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nanuc
NANUC Newsletter
November 2008
Nanuc800_2

Happy New Year to everyone,

We hope everyone had Happy Holidays and we wish everyone a very productive and successful New Year.
 
Sincerely,
 
NANUC Staff
National High Field NMR Centre (NANUC)
University of Alberta

 
IN THIS ISSUE
NANUC 500MHz
Infrastructure Monitoring
What's in your Dewar?
NMR Events
NMR Opportunities
Friends
Chenomx
JOIN OUR MAILING LIST
QUICK LINKS
The NANUC 500MHz
500_1
The NANUC 500 MHz was brought online in 1999.

Magnet
11.74T  51mm Oxford magnet (4.1K)

Console
Varian Inova console
XYZ gradients
4 complete channels with waveform generators

Probes

5mm HCN - xyz gradient

Computer & Power

Dell 755 with Linux running VNMRJ 2.2D-beta
4.0 kVa UPS for console
 
 The NANUC 500MHz system is the lab workhorse.  Many samples are initially run here before the 800MHz system to ensure sample stability.  Numerous small molecule spectra are run here for quality control and research purposes.  This magnet is by far the most stable in our collection with minimal drift and consistent shims.
Environmental, Infrastructure and Magnet monitoring
MonitorOutputLocal environmental conditions as well as magnet infrastructure status is monitored weekly in order to optimize performance and avoid expensive downtime.

So many variables can affect spectrometer performance from environmental temperature and pressure to electrical supply and cryogen performance.  Technical staff at NANUC rigorously monitor these variables to ensure optimal performance and maximum stability for spectra acquisition. 

The primary variable when dealing with NMR magnets is cryogen performance.  Cryogen levels are observed and documented during weekly scheduled liquid nitrogen fills.  Weekly boil of of liquid nitrogen should have a consistent value prior to filling.  Lower and lower weekly volumes may indicate outer vacuum container (OVC) issues, faulty filling procedures or level meters.  Cryogen performance can be observed via the boil-off gauge on the magnet leg.  Increases of He or N2 gas flow will be the first manifestation of OVC problems.  Increased He gas flow on a local 600MHz system was the result of deteriorating cryostat seals.  Quick recognition of the problem allowed for the safe de-energizing of the system and replacement of the seals in a timely fashion.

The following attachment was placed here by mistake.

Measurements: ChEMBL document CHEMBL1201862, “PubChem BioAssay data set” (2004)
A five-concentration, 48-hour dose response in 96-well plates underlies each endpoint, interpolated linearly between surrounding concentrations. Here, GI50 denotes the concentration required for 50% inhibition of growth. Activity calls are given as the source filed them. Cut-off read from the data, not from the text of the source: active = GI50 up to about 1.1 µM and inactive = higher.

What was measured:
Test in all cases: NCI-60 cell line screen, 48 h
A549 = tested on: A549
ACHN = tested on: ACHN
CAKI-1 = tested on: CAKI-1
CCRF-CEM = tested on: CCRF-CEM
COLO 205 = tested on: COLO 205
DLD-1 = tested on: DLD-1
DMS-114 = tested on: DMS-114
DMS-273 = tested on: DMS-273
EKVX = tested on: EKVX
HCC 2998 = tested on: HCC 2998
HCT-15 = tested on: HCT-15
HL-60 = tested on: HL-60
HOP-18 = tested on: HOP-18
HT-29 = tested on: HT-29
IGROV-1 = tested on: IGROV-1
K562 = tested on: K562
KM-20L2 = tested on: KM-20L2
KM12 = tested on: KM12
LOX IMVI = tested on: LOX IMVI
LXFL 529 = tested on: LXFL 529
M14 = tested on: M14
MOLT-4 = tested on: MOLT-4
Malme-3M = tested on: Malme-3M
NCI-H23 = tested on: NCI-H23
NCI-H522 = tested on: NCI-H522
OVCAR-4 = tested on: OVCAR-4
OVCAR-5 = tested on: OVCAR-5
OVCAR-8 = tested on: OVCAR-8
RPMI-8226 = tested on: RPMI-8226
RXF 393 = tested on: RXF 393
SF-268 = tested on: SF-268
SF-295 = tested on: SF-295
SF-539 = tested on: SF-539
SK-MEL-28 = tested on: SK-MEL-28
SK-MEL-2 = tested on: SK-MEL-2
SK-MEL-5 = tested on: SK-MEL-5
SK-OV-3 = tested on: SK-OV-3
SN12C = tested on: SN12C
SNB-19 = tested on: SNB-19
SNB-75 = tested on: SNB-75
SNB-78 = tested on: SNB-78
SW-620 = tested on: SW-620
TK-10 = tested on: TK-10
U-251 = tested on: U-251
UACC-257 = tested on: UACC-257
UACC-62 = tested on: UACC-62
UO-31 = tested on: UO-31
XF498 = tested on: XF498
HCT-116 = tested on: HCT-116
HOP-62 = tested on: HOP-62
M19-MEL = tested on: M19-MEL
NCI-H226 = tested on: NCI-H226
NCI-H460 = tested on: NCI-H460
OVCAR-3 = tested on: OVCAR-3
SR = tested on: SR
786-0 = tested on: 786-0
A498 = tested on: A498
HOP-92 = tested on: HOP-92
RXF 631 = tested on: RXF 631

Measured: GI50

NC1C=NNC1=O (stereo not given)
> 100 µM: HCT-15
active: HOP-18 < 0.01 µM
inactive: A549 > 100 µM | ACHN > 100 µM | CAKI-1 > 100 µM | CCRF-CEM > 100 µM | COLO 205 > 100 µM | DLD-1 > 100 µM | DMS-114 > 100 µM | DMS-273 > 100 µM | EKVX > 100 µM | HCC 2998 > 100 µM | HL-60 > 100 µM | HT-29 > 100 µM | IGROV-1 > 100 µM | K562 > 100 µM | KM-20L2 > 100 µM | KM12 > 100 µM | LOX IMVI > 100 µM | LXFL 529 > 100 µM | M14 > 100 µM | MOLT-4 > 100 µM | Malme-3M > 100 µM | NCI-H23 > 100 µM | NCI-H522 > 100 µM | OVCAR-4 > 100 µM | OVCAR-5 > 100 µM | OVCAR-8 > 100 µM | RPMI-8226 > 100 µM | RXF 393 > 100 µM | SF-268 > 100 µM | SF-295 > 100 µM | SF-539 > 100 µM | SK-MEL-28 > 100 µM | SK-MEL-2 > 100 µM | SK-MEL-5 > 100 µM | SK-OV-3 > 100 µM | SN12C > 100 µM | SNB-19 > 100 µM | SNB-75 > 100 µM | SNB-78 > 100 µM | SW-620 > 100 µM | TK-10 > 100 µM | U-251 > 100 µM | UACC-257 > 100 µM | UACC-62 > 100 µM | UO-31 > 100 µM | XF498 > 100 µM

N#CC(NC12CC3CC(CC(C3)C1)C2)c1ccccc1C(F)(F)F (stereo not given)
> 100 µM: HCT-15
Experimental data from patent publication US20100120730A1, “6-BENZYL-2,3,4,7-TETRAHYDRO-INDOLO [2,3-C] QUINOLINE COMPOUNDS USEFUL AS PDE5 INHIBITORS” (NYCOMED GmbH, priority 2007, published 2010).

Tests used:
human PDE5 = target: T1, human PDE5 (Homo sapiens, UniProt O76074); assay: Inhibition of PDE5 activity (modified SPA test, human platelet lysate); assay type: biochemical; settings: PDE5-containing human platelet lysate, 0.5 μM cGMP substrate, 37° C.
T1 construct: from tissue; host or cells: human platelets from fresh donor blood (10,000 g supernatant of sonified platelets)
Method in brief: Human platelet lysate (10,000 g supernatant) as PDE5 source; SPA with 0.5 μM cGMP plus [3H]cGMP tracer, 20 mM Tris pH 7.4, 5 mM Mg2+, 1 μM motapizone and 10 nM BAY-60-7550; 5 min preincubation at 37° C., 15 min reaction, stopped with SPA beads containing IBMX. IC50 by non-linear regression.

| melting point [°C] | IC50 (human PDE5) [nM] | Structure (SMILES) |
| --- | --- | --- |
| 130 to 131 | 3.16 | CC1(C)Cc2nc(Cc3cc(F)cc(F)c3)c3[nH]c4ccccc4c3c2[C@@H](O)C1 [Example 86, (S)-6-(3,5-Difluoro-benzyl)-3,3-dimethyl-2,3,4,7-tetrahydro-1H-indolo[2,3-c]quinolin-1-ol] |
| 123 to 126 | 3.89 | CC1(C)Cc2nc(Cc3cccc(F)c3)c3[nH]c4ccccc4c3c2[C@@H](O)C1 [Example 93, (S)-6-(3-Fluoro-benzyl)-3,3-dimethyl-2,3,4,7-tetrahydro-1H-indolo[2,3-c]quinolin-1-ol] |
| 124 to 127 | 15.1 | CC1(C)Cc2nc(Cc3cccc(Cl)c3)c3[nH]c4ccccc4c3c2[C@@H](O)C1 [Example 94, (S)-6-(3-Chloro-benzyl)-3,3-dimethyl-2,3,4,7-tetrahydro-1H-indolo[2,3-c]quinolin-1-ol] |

Environmental temperature and pressure play more and more of a role in spectrometer performance the higher the sensitivity becomes.  Room temperature conditions must be consistent in order to ensure a stable temperature for the sample within the magnet.  Varian's variable temperature (VT) systems have internal references within the console.  When there is a change in temperature at the console the VT will make appropriate adjustments to the heating of the sample in the probe.  At NANUC, the 800MHz console is in a separate room from the magnet.  A refrigeration unit in the console room., while keeping the room at an average temperature of 20°C, allowed the temperature to fluctuate 3°C.  The VT unit within the console compensated for this fluctuation by periodically heating the sample in the probe. The result was noise in the spectra associated with regular temperature fluctuations, not in the magnet room but in the console room.

Data from the monitoring computer is collected and modified and added to an Excel plot every week.  To download the data from the last 6 months of operations on the NANUC 800MHz .please click the PDF or EXCEL link to receive the desired file. (Jul.-Sept.) 2008-C.pdf 2008-C.xlsx (Oct.-Dec) 2008-D.pdf. 2008-D.xlsx
What's in your dewars?
Recently, when we were having pressure fluctuations within the upper bath of our 800MHz system we suspected that there may be a debris obstruction in the needle valve oriffice.  On pumped magnet systems, which the NANUC 800MHz is one, liquid helium is actively pumped from the upper helium bath through a cooling coil which cools a closed lower helium bath.  For more information on the mechanics of this see the pumped 800MHz portion of the NMRwiki

Figure 1
We have heard in the past that contaminants within liquid helium can be transferred to magnet helium dewar while filling.  In conventional static systems this is not as much of an immediate issue although the accumulation of debris, water and other condensed gases can present complications and dangers in the long run. It is difficult to determine the type of contamination may be present in a helium dewar.  It is always more efficient to maintain a small volume of helium at the bottom of the dewar to avoid the re-cooling process. This can cause accumulation of contamination and debris.